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Notes: Door open for Schilling10/16/2004 10:40 PM ET
By Ian Browne / MLB.com
BOSTON -- The door is still open for Curt Schilling to pitch again this season. Following Schilling's side session on Friday, Red Sox manager Terry Francona said that one factor would be how the ace's right ankle responded the next day.
So far, so good.
"I think he's having the usual after-throwing soreness," said Francona. "Nothing more and not much less. He wasn't supposed to do anything today. There's nothing to do today but rest."
As for Sunday?
"We'll see how he feels," said Francona. "That's up to [pitching coach Dave Wallace] and the medical people, what he does today or the next day."
Francona said matter-of-factly on Thursday that Schilling wouldn't pitch Game 5. But that was before the rainout on Friday pushed Game 5 to Monday. The chance remains slight that Schilling would return that soon, but Francona did not summarily dismiss the possibility.
"Derek [Lowe] is gonna pitch Game 5, most likely," said Francona. "Again, we don't have to announce this stuff so we really don't need to, but in Schilling's case, we've kind of been adamant that when he pitches, he'll be healthy enough where he doesn't hurt himself and he'll be able to be productive."
During Schilling's side session on Friday, he worked out with a high-top sneaker that Reebok sent to him.
While the high-top did what Schilling wanted in terms of supporting his ankle, it was a little too small for his toes. A new pair of shoes were en route to Fenway, but Francona wasn't sure if they had arrived yet.
"For all of the publicity [Reebok] is getting, they ought to be able to get the right size," quipped Francona.
Schilling is taking things in stride.
"We're just trying to get to a point where I can get out there and pitch and compete with the stuff that I have, and I was encouraged," Schilling told FOX's Chris Myers.
With scheduled Game 4 starter Tim Wakefield being forced into bullpen duty during Game 3, there's a chance Lowe will have to pitch a game earlier than expected. As for where Schilling fits in, he was uncomfortable speculating given his team's current predicament. They trailed the best-of-seven series 2-0 entering Saturday's game.
"We're not going there," Schilling said to Myers. "You know, we're down, 2-0. There might not be a Game 5 if we don't find a way to start playing right."
Cabrera on big stage: In a scene he never could have imagined a few months ago when he was with the Expos, Red Sox shortstop Orlando Cabrera had a press conference with the national media before Saturday's game.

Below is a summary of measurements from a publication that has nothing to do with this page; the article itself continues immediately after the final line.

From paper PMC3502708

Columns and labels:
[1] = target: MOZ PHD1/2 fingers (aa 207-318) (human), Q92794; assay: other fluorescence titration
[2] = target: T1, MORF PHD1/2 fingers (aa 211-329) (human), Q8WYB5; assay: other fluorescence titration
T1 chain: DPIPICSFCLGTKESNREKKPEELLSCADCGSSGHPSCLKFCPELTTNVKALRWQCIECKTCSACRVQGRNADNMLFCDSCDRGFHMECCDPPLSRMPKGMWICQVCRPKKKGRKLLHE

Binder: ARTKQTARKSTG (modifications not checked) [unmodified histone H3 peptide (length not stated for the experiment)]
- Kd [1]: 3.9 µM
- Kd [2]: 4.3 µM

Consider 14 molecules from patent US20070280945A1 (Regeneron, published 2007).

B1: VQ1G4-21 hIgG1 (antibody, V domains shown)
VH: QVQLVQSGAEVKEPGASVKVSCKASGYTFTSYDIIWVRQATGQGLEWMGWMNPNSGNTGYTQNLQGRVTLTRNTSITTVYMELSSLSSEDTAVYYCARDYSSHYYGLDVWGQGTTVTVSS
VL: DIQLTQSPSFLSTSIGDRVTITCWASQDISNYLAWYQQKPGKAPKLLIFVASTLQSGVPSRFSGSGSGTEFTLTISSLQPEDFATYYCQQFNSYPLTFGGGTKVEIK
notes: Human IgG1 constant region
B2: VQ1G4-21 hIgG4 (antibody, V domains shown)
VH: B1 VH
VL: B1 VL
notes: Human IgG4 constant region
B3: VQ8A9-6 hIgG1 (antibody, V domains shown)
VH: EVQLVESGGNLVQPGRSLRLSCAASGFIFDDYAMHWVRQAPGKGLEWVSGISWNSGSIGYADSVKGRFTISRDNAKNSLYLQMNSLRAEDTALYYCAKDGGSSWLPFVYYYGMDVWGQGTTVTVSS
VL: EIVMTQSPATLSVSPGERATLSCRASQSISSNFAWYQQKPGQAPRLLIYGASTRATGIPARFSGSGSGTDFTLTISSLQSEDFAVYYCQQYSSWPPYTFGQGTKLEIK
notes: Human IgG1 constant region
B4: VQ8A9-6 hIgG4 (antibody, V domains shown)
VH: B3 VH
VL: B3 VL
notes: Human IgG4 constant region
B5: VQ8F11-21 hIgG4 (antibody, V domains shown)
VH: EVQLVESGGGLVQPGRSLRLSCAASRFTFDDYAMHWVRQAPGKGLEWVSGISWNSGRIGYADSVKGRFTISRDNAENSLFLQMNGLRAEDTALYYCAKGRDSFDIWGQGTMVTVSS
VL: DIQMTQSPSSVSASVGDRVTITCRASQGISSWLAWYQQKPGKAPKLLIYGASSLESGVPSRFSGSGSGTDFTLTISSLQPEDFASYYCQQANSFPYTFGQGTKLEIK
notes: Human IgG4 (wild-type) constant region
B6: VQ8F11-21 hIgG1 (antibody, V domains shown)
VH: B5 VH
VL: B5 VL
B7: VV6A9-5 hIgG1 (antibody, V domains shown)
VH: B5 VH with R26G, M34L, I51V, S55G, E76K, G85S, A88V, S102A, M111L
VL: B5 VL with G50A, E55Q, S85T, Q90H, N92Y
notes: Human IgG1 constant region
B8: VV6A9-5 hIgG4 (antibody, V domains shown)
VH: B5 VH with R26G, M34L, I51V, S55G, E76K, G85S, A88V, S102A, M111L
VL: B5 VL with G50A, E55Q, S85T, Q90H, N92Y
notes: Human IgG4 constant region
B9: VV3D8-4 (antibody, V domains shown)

He is enjoying his first playoff experience.
"Everything is important," said Cabrera. "You know, every pitch, every move, every sign. You can't let anything go by you without knowing. You have to be focused the whole entire game, even on the bench. And it's exciting, it's a good feeling. It's something that drives you all through the 162 games every year just to get there."
Jeter used to the big stage: It wasn't strange at all to see the other shortstop have a press conference before the game. Derek Jeter is a household name, in large part because of what he's done in October.
Jeter probably leads the Yankees in abuse taken by Red Sox fans. But that doesn't make his visits to Fenway Park any less enjoyable.
"The atmosphere makes it fun, regardless of the kind of things that they might say," said Jeter. "They are pretty passionate about their team. It makes it fun. Sometimes the fans take it a little too serious away from the field, but it's fun. It's fun to play here."
Different day, same attitude: Sitting around for the last couple of days without a game would leave some teams climbing the walls. But Francona didn't see his players acting any different than usual.
"Our clubhouse is never really that tame," said Francona. "They are the same. We just haven't played a game. They showed up at the same time today ready to go. They are always the same."
NFL at Fenway: The day before their live broadcast from Foxboro Stadium for the Patriots-Seahawks game, FOX commentators Jimmy Johnson, Terry Bradshaw, Howie Long and James Brown roamed the Fenway sod during bating practice.
This story was not subject to the approval of Major League Baseball or its clubs.
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